The primary axis of international politics has disappeared. Thermonuclear Russia hasn’t, but the Soviet Union/Empire most certainly has. Its “extinction” radically revises the framework within which the West, the United States itself, the Third World, and the countries of Eastern Europe, the former Russian Empire, and many nations in Asia have bounded and defined themselves.
The first imperative is to anticipate national environments characterized by conflict (along both civic-ethnic and regional fault lines) and an international environment whose primary characteristic will be turbulence, not the stereotyped, fundamentally apolitical quality of international life during the Cold War. Turbulent environments produce more than their share of simultaneous emergences for a significant number of national and sub-national elites. An emergency environment calls for different political skills and leaders than the stereotyped bipolar environment of largely contained, and occasionally ritualized, emergency characteristic of the Cold War. On balance, in a turbulent world environment, leaders will count for more than institutions, and charisma for more than political economy.
Liberal capitalist democracy has generated a heterogeneous set of opponents: Romantic poets, Persian ayatollahs, aristorcrats, the Catholic Church, and fascists. However, for all the genuine and substantial differences separating these diverse oppositions, one can detect a shared critique. Liberal capitalist democracy is seen as one-sided in its emphasis on individualism, materialism, achievement, and rationality. The Roman Catholic preference for the family over the individual and the Nazi preference for “race” in place of the individual are radically different critiques, but the general critique is the same: liberal capitalism fails adequately to provide for the essential group needs and dimension of human existence.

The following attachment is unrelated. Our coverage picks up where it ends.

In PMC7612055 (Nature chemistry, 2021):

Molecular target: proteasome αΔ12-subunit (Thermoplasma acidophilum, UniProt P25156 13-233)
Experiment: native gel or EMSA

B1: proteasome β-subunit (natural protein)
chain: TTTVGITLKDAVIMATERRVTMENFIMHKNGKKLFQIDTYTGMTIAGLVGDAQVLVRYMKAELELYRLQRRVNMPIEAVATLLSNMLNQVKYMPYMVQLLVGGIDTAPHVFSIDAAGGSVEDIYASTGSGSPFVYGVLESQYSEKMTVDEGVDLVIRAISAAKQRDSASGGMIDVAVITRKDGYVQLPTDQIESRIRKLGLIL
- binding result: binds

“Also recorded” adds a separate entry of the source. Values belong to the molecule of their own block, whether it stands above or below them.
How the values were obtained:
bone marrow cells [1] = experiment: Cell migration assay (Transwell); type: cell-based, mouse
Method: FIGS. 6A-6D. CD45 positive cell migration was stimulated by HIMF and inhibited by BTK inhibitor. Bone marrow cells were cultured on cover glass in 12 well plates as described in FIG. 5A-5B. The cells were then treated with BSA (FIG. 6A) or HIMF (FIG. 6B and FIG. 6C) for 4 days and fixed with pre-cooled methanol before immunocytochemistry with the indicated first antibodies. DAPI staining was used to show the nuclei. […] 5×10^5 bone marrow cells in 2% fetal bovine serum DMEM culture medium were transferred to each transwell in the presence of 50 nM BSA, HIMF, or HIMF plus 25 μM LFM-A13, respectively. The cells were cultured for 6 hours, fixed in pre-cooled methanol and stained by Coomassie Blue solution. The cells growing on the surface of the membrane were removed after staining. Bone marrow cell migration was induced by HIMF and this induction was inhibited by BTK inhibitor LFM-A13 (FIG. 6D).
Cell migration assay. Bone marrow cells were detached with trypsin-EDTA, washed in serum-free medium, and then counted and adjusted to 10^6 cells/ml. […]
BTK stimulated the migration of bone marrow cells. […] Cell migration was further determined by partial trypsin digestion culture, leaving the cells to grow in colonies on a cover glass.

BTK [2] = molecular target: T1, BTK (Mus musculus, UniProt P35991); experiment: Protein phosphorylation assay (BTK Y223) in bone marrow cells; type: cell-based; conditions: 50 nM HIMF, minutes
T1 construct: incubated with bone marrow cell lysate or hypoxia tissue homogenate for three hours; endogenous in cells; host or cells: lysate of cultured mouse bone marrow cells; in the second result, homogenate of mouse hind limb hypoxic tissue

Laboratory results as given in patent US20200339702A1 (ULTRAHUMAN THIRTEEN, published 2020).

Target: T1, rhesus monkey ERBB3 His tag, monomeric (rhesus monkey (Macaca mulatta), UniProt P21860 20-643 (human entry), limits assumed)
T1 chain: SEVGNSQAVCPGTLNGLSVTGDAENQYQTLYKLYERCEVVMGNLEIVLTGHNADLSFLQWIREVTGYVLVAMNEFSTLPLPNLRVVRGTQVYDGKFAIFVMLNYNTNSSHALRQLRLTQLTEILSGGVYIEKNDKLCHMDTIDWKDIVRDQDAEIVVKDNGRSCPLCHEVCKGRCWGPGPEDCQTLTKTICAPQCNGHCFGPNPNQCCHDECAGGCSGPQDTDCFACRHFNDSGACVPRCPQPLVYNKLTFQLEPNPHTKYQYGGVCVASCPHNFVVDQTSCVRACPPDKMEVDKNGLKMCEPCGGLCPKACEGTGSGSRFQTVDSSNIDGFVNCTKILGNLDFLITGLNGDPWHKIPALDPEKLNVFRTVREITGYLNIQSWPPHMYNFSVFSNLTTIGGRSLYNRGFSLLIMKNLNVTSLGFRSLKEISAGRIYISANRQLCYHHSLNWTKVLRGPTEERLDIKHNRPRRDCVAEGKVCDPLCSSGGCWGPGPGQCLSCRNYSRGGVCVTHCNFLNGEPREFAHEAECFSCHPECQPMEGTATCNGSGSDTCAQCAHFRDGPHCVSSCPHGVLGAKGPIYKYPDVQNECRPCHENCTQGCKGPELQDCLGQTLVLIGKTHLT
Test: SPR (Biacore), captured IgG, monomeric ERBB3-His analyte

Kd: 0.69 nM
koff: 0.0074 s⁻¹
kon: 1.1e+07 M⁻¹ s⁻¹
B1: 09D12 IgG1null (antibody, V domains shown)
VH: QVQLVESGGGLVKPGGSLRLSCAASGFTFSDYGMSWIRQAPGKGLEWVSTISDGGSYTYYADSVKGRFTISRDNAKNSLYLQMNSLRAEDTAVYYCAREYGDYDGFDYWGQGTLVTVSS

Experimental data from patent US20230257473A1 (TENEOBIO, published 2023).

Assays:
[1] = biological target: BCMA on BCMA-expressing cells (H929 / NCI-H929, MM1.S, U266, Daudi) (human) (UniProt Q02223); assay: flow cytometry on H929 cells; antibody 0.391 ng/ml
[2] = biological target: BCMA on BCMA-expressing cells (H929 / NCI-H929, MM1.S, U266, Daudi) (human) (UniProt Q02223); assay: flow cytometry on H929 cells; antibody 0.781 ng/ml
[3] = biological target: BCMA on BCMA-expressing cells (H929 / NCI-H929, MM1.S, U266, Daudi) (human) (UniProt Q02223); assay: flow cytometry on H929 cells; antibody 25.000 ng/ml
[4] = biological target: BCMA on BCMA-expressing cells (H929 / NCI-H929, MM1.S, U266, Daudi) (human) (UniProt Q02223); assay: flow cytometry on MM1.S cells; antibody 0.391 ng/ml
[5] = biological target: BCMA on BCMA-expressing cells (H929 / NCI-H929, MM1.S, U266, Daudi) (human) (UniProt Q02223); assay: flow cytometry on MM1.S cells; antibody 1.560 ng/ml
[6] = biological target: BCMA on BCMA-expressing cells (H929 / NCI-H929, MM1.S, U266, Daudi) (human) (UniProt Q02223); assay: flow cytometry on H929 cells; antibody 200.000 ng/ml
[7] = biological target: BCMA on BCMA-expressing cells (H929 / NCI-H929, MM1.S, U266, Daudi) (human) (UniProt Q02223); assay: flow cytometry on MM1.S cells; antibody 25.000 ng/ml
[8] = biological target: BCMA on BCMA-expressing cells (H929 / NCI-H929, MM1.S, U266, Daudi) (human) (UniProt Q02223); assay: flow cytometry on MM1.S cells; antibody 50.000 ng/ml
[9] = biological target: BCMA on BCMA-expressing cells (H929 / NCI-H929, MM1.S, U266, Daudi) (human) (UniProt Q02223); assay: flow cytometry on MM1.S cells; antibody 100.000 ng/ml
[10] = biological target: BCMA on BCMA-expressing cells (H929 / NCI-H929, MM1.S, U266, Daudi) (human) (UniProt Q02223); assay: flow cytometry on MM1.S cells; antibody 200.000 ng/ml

As long as the West retains its partisan liberal capitalist democratic identity, it will regularly generate movements–internally and externally–opposing or attacking, attempting to reform or destroy it; movements that in one form or another will emphasize the value of group membership, expressive behavior, solidary security, and heroic action.
All of these have indeed come to pass: a “turbulent” international environment, an increasing role for charismatic leaders, and the persistent popularity of critiques of liberal values. The legacy of the Cold War is still very much with us, but its particular style of global ideological conflict probably is over, having been replaced with something not yet properly named.